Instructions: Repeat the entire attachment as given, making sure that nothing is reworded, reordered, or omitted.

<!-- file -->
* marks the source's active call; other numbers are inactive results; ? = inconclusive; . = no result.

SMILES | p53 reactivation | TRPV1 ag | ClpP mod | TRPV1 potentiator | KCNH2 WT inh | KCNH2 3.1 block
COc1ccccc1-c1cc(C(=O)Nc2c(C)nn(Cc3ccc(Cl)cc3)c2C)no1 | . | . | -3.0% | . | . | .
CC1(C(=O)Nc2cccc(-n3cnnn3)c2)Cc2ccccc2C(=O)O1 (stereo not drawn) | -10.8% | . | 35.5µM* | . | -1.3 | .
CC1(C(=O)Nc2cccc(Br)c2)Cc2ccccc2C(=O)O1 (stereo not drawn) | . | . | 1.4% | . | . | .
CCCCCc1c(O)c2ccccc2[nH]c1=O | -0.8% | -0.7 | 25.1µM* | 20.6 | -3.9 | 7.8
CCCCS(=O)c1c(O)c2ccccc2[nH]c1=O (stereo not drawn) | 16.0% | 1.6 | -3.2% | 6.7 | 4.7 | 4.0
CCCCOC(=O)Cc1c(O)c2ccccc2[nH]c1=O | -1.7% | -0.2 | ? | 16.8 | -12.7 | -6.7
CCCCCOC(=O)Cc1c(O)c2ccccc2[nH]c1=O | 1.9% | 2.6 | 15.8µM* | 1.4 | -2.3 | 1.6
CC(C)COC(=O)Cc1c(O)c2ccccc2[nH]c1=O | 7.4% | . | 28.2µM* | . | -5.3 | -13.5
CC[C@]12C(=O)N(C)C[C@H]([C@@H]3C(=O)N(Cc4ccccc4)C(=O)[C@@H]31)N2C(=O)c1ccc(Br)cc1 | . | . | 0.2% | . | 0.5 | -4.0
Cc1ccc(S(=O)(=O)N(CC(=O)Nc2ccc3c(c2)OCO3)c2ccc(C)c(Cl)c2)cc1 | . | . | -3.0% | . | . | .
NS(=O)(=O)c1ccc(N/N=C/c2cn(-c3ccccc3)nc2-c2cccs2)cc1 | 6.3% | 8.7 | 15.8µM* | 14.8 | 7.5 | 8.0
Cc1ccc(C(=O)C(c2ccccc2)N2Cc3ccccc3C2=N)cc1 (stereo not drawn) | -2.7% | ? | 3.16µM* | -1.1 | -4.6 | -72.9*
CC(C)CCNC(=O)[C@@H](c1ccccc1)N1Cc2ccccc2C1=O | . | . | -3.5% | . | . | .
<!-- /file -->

* marks the source's active call; other numbers are inactive results; ? = inconclusive; . = no result.

SMILES | p53 reactivation | TRPV1 ag | ClpP mod | TRPV1 potentiator | KCNH2 WT inh | KCNH2 3.1 block
COc1ccccc1-c1cc(C(=O)Nc2c(C)nn(Cc3ccc(Cl)cc3)c2C)no1 | . | . | -3.0% | . | . | .
CC1(C(=O)Nc2cccc(-n3cnnn3)c2)Cc2ccccc2C(=O)O1 (stereo not drawn) | -10.8% | . | 35.5µM* | . | -1.3 | .
CC1(C(=O)Nc2cccc(Br)c2)Cc2ccccc2C(=O)O1 (stereo not drawn) | . | . | 1.4% | . | . | .
CCCCCc1c(O)c2ccccc2[nH]c1=O | -0.8% | -0.7 | 25.1µM* | 20.6 | -3.9 | 7.8
CCCCS(=O)c1c(O)c2ccccc2[nH]c1=O (stereo not drawn) | 16.0% | 1.6 | -3.2% | 6.7 | 4.7 | 4.0
CCCCOC(=O)Cc1c(O)c2ccccc2[nH]c1=O | -1.7% | -0.2 | ? | 16.8 | -12.7 | -6.7
CCCCCOC(=O)Cc1c(O)c2ccccc2[nH]c1=O | 1.9% | 2.6 | 15.8µM* | 1.4 | -2.3 | 1.6
CC(C)COC(=O)Cc1c(O)c2ccccc2[nH]c1=O | 7.4% | . | 28.2µM* | . | -5.3 | -13.5
CC[C@]12C(=O)N(C)C[C@H]([C@@H]3C(=O)N(Cc4ccccc4)C(=O)[C@@H]31)N2C(=O)c1ccc(Br)cc1 | . | . | 0.2% | . | 0.5 | -4.0
Cc1ccc(S(=O)(=O)N(CC(=O)Nc2ccc3c(c2)OCO3)c2ccc(C)c(Cl)c2)cc1 | . | . | -3.0% | . | . | .
NS(=O)(=O)c1ccc(N/N=C/c2cn(-c3ccccc3)nc2-c2cccs2)cc1 | 6.3% | 8.7 | 15.8µM* | 14.8 | 7.5 | 8.0
Cc1ccc(C(=O)C(c2ccccc2)N2Cc3ccccc3C2=N)cc1 (stereo not drawn) | -2.7% | ? | 3.16µM* | -1.1 | -4.6 | -72.9*
CC(C)CCNC(=O)[C@@H](c1ccccc1)N1Cc2ccccc2C1=O | . | . | -3.5% | . | . | .